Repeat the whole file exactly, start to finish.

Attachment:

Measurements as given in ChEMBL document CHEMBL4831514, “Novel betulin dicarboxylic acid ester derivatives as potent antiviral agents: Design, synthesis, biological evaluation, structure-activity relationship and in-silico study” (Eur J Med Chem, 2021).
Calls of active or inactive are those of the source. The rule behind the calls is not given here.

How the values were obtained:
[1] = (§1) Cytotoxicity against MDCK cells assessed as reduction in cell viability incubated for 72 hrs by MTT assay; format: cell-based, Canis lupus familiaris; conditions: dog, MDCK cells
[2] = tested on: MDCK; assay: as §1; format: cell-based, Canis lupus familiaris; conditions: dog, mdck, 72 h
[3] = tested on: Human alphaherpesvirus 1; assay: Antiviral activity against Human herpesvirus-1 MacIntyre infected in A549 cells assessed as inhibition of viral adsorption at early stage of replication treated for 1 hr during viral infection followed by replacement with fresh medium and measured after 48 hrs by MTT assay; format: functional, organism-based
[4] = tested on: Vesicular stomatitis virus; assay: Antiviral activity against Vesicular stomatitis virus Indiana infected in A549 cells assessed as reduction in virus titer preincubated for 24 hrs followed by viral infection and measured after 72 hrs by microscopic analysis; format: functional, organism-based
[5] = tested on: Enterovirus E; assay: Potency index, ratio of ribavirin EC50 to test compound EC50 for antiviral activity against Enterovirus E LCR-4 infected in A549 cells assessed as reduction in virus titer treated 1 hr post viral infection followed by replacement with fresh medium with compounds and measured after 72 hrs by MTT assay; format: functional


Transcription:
Measurements as given in ChEMBL document CHEMBL4831514, “Novel betulin dicarboxylic acid ester derivatives as potent antiviral agents: Design, synthesis, biological evaluation, structure-activity relationship and in-silico study” (Eur J Med Chem, 2021).
Calls of active or inactive are those of the source. The rule behind the calls is not given here.

How the values were obtained:
[1] = (§1) Cytotoxicity against MDCK cells assessed as reduction in cell viability incubated for 72 hrs by MTT assay; format: cell-based, Canis lupus familiaris; conditions: dog, MDCK cells
[2] = tested on: MDCK; assay: as §1; format: cell-based, Canis lupus familiaris; conditions: dog, mdck, 72 h
[3] = tested on: Human alphaherpesvirus 1; assay: Antiviral activity against Human herpesvirus-1 MacIntyre infected in A549 cells assessed as inhibition of viral adsorption at early stage of replication treated for 1 hr during viral infection followed by replacement with fresh medium and measured after 48 hrs by MTT assay; format: functional, organism-based
[4] = tested on: Vesicular stomatitis virus; assay: Antiviral activity against Vesicular stomatitis virus Indiana infected in A549 cells assessed as reduction in virus titer preincubated for 24 hrs followed by viral infection and measured after 72 hrs by microscopic analysis; format: functional, organism-based
[5] = tested on: Enterovirus E; assay: Potency index, ratio of ribavirin EC50 to test compound EC50 for antiviral activity against Enterovirus E LCR-4 infected in A549 cells assessed as reduction in virus titer treated 1 hr post viral infection followed by replacement with fresh medium with compounds and measured after 72 hrs by MTT assay; format: functional